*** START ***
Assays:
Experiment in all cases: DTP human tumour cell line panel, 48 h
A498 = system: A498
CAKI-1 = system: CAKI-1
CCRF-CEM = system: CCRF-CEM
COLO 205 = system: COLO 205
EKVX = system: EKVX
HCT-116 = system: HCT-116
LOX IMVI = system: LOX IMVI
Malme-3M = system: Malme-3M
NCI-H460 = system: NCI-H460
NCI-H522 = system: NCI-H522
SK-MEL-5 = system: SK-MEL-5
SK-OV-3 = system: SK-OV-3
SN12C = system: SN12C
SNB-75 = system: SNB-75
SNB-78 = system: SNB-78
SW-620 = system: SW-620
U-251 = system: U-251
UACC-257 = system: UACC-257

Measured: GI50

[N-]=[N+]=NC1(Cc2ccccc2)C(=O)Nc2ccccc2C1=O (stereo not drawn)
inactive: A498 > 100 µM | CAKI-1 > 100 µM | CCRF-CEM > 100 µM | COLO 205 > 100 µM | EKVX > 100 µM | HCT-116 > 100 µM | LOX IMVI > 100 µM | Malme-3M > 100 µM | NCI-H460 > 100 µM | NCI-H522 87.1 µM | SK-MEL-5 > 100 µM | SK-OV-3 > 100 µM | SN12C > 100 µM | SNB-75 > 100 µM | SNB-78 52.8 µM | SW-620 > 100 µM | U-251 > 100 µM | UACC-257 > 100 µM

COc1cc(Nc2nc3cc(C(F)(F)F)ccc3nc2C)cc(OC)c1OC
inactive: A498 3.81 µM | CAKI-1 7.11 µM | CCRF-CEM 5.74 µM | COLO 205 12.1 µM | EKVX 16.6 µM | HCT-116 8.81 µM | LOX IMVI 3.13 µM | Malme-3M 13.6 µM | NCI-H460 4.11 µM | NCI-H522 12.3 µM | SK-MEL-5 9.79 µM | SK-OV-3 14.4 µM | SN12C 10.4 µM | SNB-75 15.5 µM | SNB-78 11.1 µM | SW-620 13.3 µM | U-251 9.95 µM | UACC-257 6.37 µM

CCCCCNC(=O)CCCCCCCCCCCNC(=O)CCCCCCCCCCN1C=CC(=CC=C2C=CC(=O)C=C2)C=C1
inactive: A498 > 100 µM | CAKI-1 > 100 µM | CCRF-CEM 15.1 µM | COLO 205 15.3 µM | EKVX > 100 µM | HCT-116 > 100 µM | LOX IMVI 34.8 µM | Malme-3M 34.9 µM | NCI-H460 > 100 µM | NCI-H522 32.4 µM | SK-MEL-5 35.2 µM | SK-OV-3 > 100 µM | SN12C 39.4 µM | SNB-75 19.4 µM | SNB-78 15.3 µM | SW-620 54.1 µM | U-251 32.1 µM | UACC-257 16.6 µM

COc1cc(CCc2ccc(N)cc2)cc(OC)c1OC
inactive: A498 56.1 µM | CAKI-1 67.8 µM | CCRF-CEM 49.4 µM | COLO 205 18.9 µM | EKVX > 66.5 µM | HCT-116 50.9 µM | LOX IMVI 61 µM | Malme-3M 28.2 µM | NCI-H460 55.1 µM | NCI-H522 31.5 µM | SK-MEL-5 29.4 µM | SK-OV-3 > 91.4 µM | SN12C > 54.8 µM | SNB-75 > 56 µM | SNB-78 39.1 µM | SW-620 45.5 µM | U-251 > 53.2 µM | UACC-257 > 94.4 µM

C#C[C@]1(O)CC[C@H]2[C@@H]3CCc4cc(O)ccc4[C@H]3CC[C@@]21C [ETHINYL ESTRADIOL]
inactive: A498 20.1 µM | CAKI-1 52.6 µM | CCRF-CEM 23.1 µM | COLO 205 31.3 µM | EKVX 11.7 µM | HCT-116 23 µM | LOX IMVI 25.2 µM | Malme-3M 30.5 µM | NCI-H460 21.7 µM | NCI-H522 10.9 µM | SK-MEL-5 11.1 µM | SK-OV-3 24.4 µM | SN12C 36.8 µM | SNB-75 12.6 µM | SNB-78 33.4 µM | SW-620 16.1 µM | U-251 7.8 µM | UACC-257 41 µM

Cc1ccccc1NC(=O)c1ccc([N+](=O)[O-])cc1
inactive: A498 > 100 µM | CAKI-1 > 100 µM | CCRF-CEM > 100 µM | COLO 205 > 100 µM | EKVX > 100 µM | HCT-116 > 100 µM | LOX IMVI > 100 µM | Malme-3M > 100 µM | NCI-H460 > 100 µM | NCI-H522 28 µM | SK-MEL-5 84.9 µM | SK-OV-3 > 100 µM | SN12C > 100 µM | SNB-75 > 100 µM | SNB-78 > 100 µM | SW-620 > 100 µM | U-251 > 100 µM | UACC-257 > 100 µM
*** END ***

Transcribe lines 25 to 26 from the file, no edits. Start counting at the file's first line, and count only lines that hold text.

inactive: A498 3.81 µM | CAKI-1 7.11 µM | CCRF-CEM 5.74 µM | COLO 205 12.1 µM | EKVX 16.6 µM | HCT-116 8.81 µM | LOX IMVI 3.13 µM | Malme-3M 13.6 µM | NCI-H460 4.11 µM | NCI-H522 12.3 µM | SK-MEL-5 9.79 µM | SK-OV-3 14.4 µM | SN12C 10.4 µM | SNB-75 15.5 µM | SNB-78 11.1 µM | SW-620 13.3 µM | U-251 9.95 µM | UACC-257 6.37 µM

CCCCCNC(=O)CCCCCCCCCCCNC(=O)CCCCCCCCCCN1C=CC(=CC=C2C=CC(=O)C=C2)C=C1